We are told that the believers of the early church "continued steadfastly in the apostles' doctrine and fellowship, and in breaking of bread, and in prayers" (Acts 2:42). We also read this about them:
And they, continuing daily with one accord in the temple, and breaking bread from house to house, did eat their food with gladness and singleness of heart, praising God, and having favor with all the people. And the Lord added to the church daily such as should be saved (Acts 2:46-47).
I realize that in our society it's easy to become negligent in the matter of church attendance. Weekend outings, mini-vacations, and recreational activities are strong competitors. Furthermore, some would argue, "We are not under the law. We're not obligated to observe sabbath regulations. Let's not be legalistic about it."
But the fact remains that failure to assemble with other believers for worship, for instruction, and for Christian fellowship is to miss out on one of God's gracious provisions for spiritual growth and blessing. Just to continue sending in your weekly check, remember, is no substitute for being there. I would encourage you, therefore, to get back into a regular routine of church attendance, and to do so as soon as possible. Join with fellow Christians in singing the hymns of praise. Unite with them in prayer. Pay close attention as the Word of God is proclaimed in the sermon. As you sincerely do those things, you will soon be back in fellowship with the Lord.
The third mark of a wayward believer is that he has:
Table of Contents
Not only do we miss out on a special blessing when we fail to gather with fellow believers for worship, prayer, and the preaching of God's Word, but we are also losers when we do not allow time for personal communion with our Father in heaven. The Lord Jesus Himself demonstrated for us the importance of talking alone with God. During His earthly ministry He was engaged in prayer on different occasions with the Father in solitude. We should follow His example. Jesus told His disciples:
But thou, when thou prayest, enter into thy room, and when thou hast shut thy door, pray to thy Father, who is in secret; and thy Father, who seeth in secret, shall reward thee openly (Matthew 6:6).
In addition to personal, private prayer, family devotions are vitally important. We are to bring up our children "in the nurture and admonition of the Lord" (Ephesians 6:4). If you neglect reading the Bible to them, if you fail to give them instruction in holy living, and if you do not pray with them, you are not obeying God's commandment to parents. Oh, I know that sometimes it is difficult to squeeze in time for personal devotions, much less to get the family together. Everyone's so busy--all going off in different directions. But if you're honest, you'll admit that if you really try you can find the time. The spiritual benefits both for you and your loved ones will more than repay the efforts involved. You'll draw closer as a family, and you'll experience the joy of restoration to God's favor.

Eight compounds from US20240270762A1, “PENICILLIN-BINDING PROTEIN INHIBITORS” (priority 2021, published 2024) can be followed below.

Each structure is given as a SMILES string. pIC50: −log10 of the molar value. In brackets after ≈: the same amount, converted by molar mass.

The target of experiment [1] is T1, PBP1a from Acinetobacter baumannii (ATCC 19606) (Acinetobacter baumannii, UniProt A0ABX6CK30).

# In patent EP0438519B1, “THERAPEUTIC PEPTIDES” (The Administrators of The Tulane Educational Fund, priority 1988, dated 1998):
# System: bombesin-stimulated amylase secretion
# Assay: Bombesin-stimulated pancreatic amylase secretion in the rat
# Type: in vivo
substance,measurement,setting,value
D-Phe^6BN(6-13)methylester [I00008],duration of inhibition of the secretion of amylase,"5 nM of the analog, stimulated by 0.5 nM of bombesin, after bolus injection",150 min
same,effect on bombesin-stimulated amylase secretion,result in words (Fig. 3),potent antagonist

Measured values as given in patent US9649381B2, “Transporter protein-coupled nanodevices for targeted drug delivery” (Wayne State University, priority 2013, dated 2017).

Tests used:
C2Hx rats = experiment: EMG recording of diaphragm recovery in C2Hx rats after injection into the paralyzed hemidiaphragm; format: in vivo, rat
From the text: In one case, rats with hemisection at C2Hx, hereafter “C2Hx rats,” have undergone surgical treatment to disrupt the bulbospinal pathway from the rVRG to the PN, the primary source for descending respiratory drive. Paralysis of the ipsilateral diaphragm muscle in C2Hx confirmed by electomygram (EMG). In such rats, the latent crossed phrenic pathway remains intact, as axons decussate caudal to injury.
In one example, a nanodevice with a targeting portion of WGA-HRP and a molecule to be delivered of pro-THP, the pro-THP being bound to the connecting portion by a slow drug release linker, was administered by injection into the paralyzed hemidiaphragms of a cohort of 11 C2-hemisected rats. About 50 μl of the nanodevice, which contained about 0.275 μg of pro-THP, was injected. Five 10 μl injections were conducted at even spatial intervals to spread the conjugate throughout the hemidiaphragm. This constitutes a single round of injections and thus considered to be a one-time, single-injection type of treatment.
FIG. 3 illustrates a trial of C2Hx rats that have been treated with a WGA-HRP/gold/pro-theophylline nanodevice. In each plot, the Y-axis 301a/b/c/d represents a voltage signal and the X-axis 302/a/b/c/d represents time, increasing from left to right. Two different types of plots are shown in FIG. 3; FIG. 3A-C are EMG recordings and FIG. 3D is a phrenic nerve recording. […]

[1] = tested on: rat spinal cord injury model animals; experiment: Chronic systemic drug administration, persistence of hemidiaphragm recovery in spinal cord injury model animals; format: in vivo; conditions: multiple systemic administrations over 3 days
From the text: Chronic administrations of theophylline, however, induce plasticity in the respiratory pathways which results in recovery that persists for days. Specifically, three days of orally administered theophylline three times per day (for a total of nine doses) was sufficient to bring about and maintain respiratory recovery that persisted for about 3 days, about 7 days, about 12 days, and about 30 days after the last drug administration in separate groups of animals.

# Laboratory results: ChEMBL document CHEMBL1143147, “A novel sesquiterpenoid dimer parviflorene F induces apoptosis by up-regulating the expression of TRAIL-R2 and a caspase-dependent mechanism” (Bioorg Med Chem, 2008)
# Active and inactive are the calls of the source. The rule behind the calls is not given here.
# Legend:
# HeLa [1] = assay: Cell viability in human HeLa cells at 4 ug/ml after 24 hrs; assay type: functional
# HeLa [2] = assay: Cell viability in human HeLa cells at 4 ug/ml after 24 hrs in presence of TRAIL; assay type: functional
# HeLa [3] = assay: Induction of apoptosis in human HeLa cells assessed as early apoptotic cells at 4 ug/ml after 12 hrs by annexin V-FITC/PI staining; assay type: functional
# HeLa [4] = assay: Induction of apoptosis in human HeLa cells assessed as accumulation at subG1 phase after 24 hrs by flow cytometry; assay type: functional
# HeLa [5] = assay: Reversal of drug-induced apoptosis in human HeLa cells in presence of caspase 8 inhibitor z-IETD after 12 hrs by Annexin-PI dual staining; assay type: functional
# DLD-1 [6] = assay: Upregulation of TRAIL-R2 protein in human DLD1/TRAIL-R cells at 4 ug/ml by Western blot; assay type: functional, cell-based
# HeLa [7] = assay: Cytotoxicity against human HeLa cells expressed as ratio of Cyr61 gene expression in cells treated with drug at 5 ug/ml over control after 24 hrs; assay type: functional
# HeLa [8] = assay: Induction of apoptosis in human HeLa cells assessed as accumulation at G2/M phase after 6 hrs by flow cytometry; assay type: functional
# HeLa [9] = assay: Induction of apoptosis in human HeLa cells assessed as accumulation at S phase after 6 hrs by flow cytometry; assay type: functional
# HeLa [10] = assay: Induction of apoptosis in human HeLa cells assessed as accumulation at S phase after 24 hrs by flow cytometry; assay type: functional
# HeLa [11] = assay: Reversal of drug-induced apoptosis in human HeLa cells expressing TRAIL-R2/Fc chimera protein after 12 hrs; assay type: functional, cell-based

This brings us to a fourth mark of the Christian who is backslidden. He has:
Table of Contents
A backslidden Christian will lack concern for the spiritual needs of his fellowman. Yes, one of the first signs of slippage is a failure to do what we can to carry the message of Christ to a lost and dying world. New Christians often start out by enthusiastically telling everyone they can about the Lord Jesus and salvation. They seize every opportunity to give their testimony, and their eyes sparkle as they speak of their conversion. But something begins to happen. They become lukewarm. They lose their first love. They no longer have a burden for souls. They lose their zeal in witnessing. The flame of gratitude to God and compassion for the lost needs rekindling.
The fifth mark of a backslidden Christian is that he has:
Table of Contents
The sharp edge of his commitment to Christ and his obedience to the Word has been blunted. He is no longer concerned about the will of God. Usually this shows up first in his attitude toward sin. The obedient Christian, you see, is disturbed by all forms of evil. Living in close fellowship with the Lord, he is grieved both by his own sin and that of others. He is well aware that it's the antithesis of all he knows and loves.
But how quickly one can slip back into his old sinful way of life! Almost imperceptibly, his attitudes change. He begins to do things that are contrary to the will of God. Finding lame excuses for his behavior, he condones practices he knows he should not tolerate. He is no longer grieved over the sins of others. He doesn't want to avail himself of the power of God to overcome evil and lead him to spiritual victory.
Friend, if that is a description of you, you're backsliding. You need a new conviction of sin and a revised abhorrence of evil. The agony of Christ in Gethsemane and upon Calvary's cross was because of sin--yours and mine. It is sin that brought all the suffering and grief into this world. No Christian must be indifferent to it; in his own life or in that of others.